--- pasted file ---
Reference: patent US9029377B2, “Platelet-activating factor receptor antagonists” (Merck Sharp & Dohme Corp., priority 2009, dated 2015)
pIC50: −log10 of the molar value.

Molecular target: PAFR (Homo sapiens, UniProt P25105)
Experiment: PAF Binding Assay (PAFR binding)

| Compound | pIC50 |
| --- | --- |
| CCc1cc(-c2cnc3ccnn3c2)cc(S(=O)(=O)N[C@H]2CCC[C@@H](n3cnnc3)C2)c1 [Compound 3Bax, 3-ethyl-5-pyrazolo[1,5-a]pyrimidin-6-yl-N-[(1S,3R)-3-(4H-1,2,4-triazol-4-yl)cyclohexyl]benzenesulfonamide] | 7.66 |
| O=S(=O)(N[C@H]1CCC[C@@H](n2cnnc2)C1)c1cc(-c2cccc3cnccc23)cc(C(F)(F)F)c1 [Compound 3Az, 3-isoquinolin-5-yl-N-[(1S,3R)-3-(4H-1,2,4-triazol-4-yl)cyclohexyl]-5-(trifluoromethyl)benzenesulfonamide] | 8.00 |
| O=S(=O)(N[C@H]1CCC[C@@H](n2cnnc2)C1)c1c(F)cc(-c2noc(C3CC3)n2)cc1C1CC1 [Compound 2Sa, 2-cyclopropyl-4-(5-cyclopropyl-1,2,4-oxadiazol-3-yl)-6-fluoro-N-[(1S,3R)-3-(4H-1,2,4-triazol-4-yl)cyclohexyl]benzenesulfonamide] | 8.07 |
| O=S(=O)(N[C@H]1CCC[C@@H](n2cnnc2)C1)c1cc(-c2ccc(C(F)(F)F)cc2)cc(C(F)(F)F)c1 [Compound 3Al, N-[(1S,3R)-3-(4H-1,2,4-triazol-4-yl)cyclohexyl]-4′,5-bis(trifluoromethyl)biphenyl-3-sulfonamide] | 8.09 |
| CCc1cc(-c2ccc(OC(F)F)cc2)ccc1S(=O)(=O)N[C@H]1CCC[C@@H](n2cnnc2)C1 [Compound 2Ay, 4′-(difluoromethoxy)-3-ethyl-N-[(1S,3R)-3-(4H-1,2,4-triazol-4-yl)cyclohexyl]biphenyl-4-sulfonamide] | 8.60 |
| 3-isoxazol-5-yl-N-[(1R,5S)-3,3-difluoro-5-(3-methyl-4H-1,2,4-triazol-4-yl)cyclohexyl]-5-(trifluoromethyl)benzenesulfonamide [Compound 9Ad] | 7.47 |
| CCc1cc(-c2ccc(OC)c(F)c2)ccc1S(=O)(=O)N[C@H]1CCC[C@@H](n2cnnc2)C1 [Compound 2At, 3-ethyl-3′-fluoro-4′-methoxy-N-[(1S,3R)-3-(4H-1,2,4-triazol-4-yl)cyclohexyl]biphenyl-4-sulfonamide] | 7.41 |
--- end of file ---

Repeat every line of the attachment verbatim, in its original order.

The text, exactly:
Reference: patent US9029377B2, “Platelet-activating factor receptor antagonists” (Merck Sharp & Dohme Corp., priority 2009, dated 2015)
pIC50: −log10 of the molar value.

Molecular target: PAFR (Homo sapiens, UniProt P25105)
Experiment: PAF Binding Assay (PAFR binding)

| Compound | pIC50 |
| --- | --- |
| CCc1cc(-c2cnc3ccnn3c2)cc(S(=O)(=O)N[C@H]2CCC[C@@H](n3cnnc3)C2)c1 [Compound 3Bax, 3-ethyl-5-pyrazolo[1,5-a]pyrimidin-6-yl-N-[(1S,3R)-3-(4H-1,2,4-triazol-4-yl)cyclohexyl]benzenesulfonamide] | 7.66 |
| O=S(=O)(N[C@H]1CCC[C@@H](n2cnnc2)C1)c1cc(-c2cccc3cnccc23)cc(C(F)(F)F)c1 [Compound 3Az, 3-isoquinolin-5-yl-N-[(1S,3R)-3-(4H-1,2,4-triazol-4-yl)cyclohexyl]-5-(trifluoromethyl)benzenesulfonamide] | 8.00 |
| O=S(=O)(N[C@H]1CCC[C@@H](n2cnnc2)C1)c1c(F)cc(-c2noc(C3CC3)n2)cc1C1CC1 [Compound 2Sa, 2-cyclopropyl-4-(5-cyclopropyl-1,2,4-oxadiazol-3-yl)-6-fluoro-N-[(1S,3R)-3-(4H-1,2,4-triazol-4-yl)cyclohexyl]benzenesulfonamide] | 8.07 |
| O=S(=O)(N[C@H]1CCC[C@@H](n2cnnc2)C1)c1cc(-c2ccc(C(F)(F)F)cc2)cc(C(F)(F)F)c1 [Compound 3Al, N-[(1S,3R)-3-(4H-1,2,4-triazol-4-yl)cyclohexyl]-4′,5-bis(trifluoromethyl)biphenyl-3-sulfonamide] | 8.09 |
| CCc1cc(-c2ccc(OC(F)F)cc2)ccc1S(=O)(=O)N[C@H]1CCC[C@@H](n2cnnc2)C1 [Compound 2Ay, 4′-(difluoromethoxy)-3-ethyl-N-[(1S,3R)-3-(4H-1,2,4-triazol-4-yl)cyclohexyl]biphenyl-4-sulfonamide] | 8.60 |
| 3-isoxazol-5-yl-N-[(1R,5S)-3,3-difluoro-5-(3-methyl-4H-1,2,4-triazol-4-yl)cyclohexyl]-5-(trifluoromethyl)benzenesulfonamide [Compound 9Ad] | 7.47 |
| CCc1cc(-c2ccc(OC)c(F)c2)ccc1S(=O)(=O)N[C@H]1CCC[C@@H](n2cnnc2)C1 [Compound 2At, 3-ethyl-3′-fluoro-4′-methoxy-N-[(1S,3R)-3-(4H-1,2,4-triazol-4-yl)cyclohexyl]biphenyl-4-sulfonamide] | 7.41 |